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Download Dangers: The Age of 3D Printing

27 March 2014

Mason Hayes & Curran Technology Law Blog

by Jevan Neilan, Associate

The former warning against VHS piracy famously involved the phrase “you wouldn’t steal a car”. In the era of file-sharing, the Internet’s mocked and reworked version resulted in the phrase “you wouldn’t download a car”. Now, it seems, that day may have come.

The phenomenon of 3D printing is being heralded as “the third industrial revolution”. This is the era of all things ‘personal’ and ‘digital’. Analysts have suggested that the market for 3D printing equipment and services will triple by 2018. However, alongside the numerous opportunities, the emergence of this form of manufacturing poses many legal issues.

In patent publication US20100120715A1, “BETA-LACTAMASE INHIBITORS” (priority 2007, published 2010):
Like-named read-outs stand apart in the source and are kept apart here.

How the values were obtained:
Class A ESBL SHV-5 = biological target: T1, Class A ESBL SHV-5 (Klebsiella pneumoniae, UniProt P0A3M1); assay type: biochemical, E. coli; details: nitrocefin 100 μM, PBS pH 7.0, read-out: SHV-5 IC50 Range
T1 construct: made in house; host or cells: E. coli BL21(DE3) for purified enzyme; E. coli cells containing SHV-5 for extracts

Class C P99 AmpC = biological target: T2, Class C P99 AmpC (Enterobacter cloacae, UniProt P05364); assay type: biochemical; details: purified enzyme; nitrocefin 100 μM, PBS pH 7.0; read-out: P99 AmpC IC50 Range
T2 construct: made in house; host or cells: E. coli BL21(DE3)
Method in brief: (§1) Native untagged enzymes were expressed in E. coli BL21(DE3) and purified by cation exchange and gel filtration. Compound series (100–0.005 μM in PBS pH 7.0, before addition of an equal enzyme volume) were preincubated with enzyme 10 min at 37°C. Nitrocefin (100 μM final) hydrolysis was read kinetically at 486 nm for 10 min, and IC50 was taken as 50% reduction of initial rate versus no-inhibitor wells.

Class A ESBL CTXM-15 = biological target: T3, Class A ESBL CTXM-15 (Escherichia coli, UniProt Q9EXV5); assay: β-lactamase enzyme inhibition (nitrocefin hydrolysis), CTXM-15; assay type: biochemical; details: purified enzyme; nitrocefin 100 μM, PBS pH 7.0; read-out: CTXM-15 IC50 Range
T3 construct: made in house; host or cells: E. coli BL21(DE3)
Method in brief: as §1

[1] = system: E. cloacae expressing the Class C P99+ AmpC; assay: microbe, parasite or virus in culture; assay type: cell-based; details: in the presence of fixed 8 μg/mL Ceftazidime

3D printing is a computer-driven manufacturing technology which is ‘additive’ by nature, involving the addition of layers of material to create a finished product.  This additive manufacturing process is being utilised to produce an array of products in a variety of materials, ranging from toys, mobile phone covers and jewellery to engine parts, weapons and food. Due to the expiration of a number of key patents in the past few years, the cost of 3D printers has fallen and a range of affordable desktop printers has emerged.